Political controversies aside, Zero Dark Thirty is a thriller par excellence that grips you firmly and quietly by the neck. It is also the kind of film that demands focus from the outset. If you choose to give in — investing 157 minutes will payoff handsomely.
At the center of Kathryn Bigelow’s ninth feature is the manhunt on Osama Bin Laden, and the world knows he is dead. The film title is military speak for half past midnight—Osama’s alleged time of death. Popular misconceptions will have you believe that knowing how a story ends works against it; but this film operates outside political and social repertory. What it wants, is for you to savor the poignancy of the hunt.
Set two years after 9/11 attacks and told from a predator’s (the US) perspective, it starts on the strength of CIA operative Dan (Jason Clarke). Stationed at a black site somewhere in Pakistan, he interrogates a detainee connected to Saudi terrorists using brazen techniques. At this point, you may be tempted to write the sequence off as propaganda by torture apologists, but don’t be too quick—Dan is a red herring—a vehicle at best for the sole intention of designing cause-effect to the outcome of Zero Dark Thirty’s key narrative.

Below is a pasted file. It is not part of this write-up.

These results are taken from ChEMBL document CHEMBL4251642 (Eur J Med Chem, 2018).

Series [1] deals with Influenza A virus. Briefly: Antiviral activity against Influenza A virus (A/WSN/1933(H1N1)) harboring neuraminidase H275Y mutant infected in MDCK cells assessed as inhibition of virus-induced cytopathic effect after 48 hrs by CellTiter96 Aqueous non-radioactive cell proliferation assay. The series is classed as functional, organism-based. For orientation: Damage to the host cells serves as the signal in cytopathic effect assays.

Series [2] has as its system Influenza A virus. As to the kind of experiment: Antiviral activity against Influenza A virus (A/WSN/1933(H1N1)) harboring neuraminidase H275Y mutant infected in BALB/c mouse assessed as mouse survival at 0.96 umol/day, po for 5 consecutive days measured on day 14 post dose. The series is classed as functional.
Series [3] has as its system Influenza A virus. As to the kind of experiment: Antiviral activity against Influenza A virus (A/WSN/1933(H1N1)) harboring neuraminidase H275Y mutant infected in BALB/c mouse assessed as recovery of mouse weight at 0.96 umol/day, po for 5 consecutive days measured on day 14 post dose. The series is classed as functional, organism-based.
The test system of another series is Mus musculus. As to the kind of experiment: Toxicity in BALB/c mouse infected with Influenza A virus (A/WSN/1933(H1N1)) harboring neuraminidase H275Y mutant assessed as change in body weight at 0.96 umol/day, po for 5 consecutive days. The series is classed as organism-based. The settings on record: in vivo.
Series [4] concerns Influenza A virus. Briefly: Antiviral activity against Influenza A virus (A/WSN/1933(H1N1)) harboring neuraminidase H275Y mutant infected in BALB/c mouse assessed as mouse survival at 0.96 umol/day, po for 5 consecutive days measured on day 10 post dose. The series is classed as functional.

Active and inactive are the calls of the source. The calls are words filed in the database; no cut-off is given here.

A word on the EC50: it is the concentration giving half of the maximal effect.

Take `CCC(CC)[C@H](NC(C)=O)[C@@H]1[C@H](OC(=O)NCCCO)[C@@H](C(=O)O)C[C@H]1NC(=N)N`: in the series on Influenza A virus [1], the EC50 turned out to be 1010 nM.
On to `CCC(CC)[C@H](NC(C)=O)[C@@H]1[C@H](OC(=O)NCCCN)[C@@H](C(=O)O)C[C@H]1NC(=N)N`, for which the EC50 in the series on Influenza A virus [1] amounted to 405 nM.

New agent Maya (Jessica Chastain) is assigned to the team and Dan guides her transition in this highly elusive, volatile world. Like a cold and calculating chess-master, Maya quickly learns how to exploit variables of the game. She thrives on psychological warfare required of interrogators, yet cranks to the right rhythm necessary to benefit from a politically oriented trade. Throughout the chain of events leading up to Osama’s death; Maya is often photographed behind barriers, suggesting the distance necessary for her to guard against and self-protect.
This is when it occurred to me that something strange is happening to Bigelow as a director—she has emerged from The Hurt Locker with a style that is distinct, yet subtle. In the classical paradigm of historical-war films often infused with dramatic muscularity; Bigelow has forsaken traditional myths, and engineered a new kind of modern, masculine instinct.
Zero Dark Thirty is set in the thick of a chase spanning ten years, but it moves fluidly with unknowable force — driving you forward into a riveting climax executed with precision, and realistic memesis.
Apart from a screenplay by Mark Boal that reveals masterful technique, film score by Alexandre Desplat (performed by London Symphony Orchestra) evokes the right emotional currents critical to this film. Its musical motifs parallel the aura surrounding Zero Dark Thirty’s mysterious protagonist—melodies are sophisticated and stoic, with an undertone of sensuality.